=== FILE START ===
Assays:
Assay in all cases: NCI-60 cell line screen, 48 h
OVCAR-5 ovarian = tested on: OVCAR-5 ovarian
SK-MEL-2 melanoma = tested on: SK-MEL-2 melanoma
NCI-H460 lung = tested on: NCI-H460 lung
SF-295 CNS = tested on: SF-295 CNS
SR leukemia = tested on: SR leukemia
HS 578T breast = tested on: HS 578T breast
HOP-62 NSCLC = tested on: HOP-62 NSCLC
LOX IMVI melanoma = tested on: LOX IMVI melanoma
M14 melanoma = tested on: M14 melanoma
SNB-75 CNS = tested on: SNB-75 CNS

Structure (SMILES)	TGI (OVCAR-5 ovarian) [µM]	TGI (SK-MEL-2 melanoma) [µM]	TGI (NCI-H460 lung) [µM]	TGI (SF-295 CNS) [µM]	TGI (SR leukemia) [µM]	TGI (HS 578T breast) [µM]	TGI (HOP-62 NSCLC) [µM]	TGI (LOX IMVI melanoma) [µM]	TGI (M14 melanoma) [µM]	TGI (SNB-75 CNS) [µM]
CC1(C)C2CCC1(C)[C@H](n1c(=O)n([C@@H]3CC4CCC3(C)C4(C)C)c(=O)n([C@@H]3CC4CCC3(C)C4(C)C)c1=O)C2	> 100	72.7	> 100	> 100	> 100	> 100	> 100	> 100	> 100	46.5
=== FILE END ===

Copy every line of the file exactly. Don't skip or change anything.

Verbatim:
Assays:
Assay in all cases: NCI-60 cell line screen, 48 h
OVCAR-5 ovarian = tested on: OVCAR-5 ovarian
SK-MEL-2 melanoma = tested on: SK-MEL-2 melanoma
NCI-H460 lung = tested on: NCI-H460 lung
SF-295 CNS = tested on: SF-295 CNS
SR leukemia = tested on: SR leukemia
HS 578T breast = tested on: HS 578T breast
HOP-62 NSCLC = tested on: HOP-62 NSCLC
LOX IMVI melanoma = tested on: LOX IMVI melanoma
M14 melanoma = tested on: M14 melanoma
SNB-75 CNS = tested on: SNB-75 CNS

Structure (SMILES)	TGI (OVCAR-5 ovarian) [µM]	TGI (SK-MEL-2 melanoma) [µM]	TGI (NCI-H460 lung) [µM]	TGI (SF-295 CNS) [µM]	TGI (SR leukemia) [µM]	TGI (HS 578T breast) [µM]	TGI (HOP-62 NSCLC) [µM]	TGI (LOX IMVI melanoma) [µM]	TGI (M14 melanoma) [µM]	TGI (SNB-75 CNS) [µM]
CC1(C)C2CCC1(C)[C@H](n1c(=O)n([C@@H]3CC4CCC3(C)C4(C)C)c(=O)n([C@@H]3CC4CCC3(C)C4(C)C)c1=O)C2	> 100	72.7	> 100	> 100	> 100	> 100	> 100	> 100	> 100	46.5